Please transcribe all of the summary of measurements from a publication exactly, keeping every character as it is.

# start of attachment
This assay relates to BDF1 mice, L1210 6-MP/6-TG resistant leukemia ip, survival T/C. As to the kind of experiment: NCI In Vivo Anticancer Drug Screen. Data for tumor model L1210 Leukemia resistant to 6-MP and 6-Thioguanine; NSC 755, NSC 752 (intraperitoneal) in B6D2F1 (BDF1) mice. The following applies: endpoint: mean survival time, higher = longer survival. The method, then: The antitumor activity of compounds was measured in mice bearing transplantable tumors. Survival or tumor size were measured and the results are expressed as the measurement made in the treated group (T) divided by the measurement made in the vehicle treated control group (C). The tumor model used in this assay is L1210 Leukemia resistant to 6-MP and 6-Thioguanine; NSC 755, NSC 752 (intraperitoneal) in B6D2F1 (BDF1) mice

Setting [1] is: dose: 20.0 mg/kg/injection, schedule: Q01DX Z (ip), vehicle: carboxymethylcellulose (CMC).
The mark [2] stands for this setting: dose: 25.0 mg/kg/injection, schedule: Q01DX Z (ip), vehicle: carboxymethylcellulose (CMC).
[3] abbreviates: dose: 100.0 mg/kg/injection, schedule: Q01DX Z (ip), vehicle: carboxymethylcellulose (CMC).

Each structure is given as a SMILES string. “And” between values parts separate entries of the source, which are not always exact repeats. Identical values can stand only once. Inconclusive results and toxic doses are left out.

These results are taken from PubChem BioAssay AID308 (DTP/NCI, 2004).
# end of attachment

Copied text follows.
This assay relates to BDF1 mice, L1210 6-MP/6-TG resistant leukemia ip, survival T/C. As to the kind of experiment: NCI In Vivo Anticancer Drug Screen. Data for tumor model L1210 Leukemia resistant to 6-MP and 6-Thioguanine; NSC 755, NSC 752 (intraperitoneal) in B6D2F1 (BDF1) mice. The following applies: endpoint: mean survival time, higher = longer survival. The method, then: The antitumor activity of compounds was measured in mice bearing transplantable tumors. Survival or tumor size were measured and the results are expressed as the measurement made in the treated group (T) divided by the measurement made in the vehicle treated control group (C). The tumor model used in this assay is L1210 Leukemia resistant to 6-MP and 6-Thioguanine; NSC 755, NSC 752 (intraperitoneal) in B6D2F1 (BDF1) mice

Setting [1] is: dose: 20.0 mg/kg/injection, schedule: Q01DX Z (ip), vehicle: carboxymethylcellulose (CMC).
The mark [2] stands for this setting: dose: 25.0 mg/kg/injection, schedule: Q01DX Z (ip), vehicle: carboxymethylcellulose (CMC).
[3] abbreviates: dose: 100.0 mg/kg/injection, schedule: Q01DX Z (ip), vehicle: carboxymethylcellulose (CMC).

Each structure is given as a SMILES string. “And” between values parts separate entries of the source, which are not always exact repeats. Identical values can stand only once. Inconclusive results and toxic doses are left out.

These results are taken from PubChem BioAssay AID308 (DTP/NCI, 2004).